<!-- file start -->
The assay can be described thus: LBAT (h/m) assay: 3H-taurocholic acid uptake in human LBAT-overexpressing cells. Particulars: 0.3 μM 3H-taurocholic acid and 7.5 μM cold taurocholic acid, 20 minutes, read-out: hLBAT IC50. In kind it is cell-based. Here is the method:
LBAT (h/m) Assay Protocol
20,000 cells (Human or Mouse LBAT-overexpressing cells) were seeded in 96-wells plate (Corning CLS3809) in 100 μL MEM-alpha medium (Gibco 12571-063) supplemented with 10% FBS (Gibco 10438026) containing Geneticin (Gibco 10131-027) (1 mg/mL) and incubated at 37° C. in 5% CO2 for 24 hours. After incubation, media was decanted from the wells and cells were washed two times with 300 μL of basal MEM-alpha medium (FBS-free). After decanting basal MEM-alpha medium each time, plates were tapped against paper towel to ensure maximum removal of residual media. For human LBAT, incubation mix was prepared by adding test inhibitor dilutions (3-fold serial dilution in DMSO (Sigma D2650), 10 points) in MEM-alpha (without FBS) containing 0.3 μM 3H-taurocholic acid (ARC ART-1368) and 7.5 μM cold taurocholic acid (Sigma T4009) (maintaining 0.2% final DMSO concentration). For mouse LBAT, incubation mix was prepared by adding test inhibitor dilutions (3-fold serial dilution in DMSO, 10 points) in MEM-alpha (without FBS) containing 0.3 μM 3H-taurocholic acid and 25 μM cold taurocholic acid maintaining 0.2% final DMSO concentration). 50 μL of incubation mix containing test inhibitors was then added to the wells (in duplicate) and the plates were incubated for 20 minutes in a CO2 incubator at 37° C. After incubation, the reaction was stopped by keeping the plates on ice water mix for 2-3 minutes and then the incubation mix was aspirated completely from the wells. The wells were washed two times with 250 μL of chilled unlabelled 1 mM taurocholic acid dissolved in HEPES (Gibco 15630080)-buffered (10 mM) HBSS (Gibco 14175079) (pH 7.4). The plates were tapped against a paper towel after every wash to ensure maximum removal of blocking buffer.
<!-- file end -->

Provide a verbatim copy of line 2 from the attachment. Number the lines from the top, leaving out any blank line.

LBAT (h/m) Assay Protocol